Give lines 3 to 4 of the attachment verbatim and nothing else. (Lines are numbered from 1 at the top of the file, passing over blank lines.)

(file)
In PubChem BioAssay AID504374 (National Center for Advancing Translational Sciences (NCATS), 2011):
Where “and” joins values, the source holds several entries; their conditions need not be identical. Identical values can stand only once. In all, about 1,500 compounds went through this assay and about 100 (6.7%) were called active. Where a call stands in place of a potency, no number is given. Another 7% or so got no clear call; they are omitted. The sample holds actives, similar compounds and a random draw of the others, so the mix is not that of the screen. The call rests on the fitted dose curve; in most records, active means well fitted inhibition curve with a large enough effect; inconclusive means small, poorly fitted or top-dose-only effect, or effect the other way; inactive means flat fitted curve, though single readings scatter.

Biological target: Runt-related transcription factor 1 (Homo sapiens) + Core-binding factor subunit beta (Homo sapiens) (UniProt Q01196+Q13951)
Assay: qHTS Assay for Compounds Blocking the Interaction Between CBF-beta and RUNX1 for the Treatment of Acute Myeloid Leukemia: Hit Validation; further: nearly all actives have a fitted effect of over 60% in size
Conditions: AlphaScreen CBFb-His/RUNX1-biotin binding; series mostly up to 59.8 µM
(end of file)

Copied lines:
Biological target: Runt-related transcription factor 1 (Homo sapiens) + Core-binding factor subunit beta (Homo sapiens) (UniProt Q01196+Q13951)
Assay: qHTS Assay for Compounds Blocking the Interaction Between CBF-beta and RUNX1 for the Treatment of Acute Myeloid Leukemia: Hit Validation; further: nearly all actives have a fitted effect of over 60% in size